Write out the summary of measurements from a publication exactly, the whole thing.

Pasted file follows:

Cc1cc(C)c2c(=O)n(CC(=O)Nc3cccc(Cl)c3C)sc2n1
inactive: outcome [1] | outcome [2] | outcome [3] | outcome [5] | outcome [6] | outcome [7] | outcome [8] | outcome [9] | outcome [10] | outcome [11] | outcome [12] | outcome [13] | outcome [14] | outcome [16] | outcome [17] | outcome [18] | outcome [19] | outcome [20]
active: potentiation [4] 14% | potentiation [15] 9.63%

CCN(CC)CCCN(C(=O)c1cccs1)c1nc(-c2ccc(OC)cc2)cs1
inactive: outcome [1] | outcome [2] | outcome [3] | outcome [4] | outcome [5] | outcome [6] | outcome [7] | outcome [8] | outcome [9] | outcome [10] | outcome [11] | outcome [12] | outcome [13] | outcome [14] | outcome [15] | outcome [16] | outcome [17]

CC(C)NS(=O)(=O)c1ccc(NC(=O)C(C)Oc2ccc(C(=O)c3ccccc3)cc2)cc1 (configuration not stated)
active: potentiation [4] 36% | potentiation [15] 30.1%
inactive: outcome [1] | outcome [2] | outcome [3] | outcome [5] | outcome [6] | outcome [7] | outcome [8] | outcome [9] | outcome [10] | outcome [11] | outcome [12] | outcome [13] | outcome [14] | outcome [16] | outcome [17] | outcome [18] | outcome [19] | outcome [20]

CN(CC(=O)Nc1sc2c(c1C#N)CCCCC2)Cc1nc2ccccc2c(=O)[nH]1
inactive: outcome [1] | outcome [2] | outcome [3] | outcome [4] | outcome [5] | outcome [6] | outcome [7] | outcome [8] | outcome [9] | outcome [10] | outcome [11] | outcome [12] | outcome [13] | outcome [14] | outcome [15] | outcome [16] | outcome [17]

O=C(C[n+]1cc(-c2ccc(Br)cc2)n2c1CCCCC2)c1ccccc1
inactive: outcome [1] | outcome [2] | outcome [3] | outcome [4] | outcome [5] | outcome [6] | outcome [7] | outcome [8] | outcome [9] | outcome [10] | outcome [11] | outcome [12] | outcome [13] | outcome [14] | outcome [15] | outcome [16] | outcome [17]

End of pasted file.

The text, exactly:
Cc1cc(C)c2c(=O)n(CC(=O)Nc3cccc(Cl)c3C)sc2n1
inactive: outcome [1] | outcome [2] | outcome [3] | outcome [5] | outcome [6] | outcome [7] | outcome [8] | outcome [9] | outcome [10] | outcome [11] | outcome [12] | outcome [13] | outcome [14] | outcome [16] | outcome [17] | outcome [18] | outcome [19] | outcome [20]
active: potentiation [4] 14% | potentiation [15] 9.63%

CCN(CC)CCCN(C(=O)c1cccs1)c1nc(-c2ccc(OC)cc2)cs1
inactive: outcome [1] | outcome [2] | outcome [3] | outcome [4] | outcome [5] | outcome [6] | outcome [7] | outcome [8] | outcome [9] | outcome [10] | outcome [11] | outcome [12] | outcome [13] | outcome [14] | outcome [15] | outcome [16] | outcome [17]

CC(C)NS(=O)(=O)c1ccc(NC(=O)C(C)Oc2ccc(C(=O)c3ccccc3)cc2)cc1 (configuration not stated)
active: potentiation [4] 36% | potentiation [15] 30.1%
inactive: outcome [1] | outcome [2] | outcome [3] | outcome [5] | outcome [6] | outcome [7] | outcome [8] | outcome [9] | outcome [10] | outcome [11] | outcome [12] | outcome [13] | outcome [14] | outcome [16] | outcome [17] | outcome [18] | outcome [19] | outcome [20]

CN(CC(=O)Nc1sc2c(c1C#N)CCCCC2)Cc1nc2ccccc2c(=O)[nH]1
inactive: outcome [1] | outcome [2] | outcome [3] | outcome [4] | outcome [5] | outcome [6] | outcome [7] | outcome [8] | outcome [9] | outcome [10] | outcome [11] | outcome [12] | outcome [13] | outcome [14] | outcome [15] | outcome [16] | outcome [17]

O=C(C[n+]1cc(-c2ccc(Br)cc2)n2c1CCCCC2)c1ccccc1
inactive: outcome [1] | outcome [2] | outcome [3] | outcome [4] | outcome [5] | outcome [6] | outcome [7] | outcome [8] | outcome [9] | outcome [10] | outcome [11] | outcome [12] | outcome [13] | outcome [14] | outcome [15] | outcome [16] | outcome [17]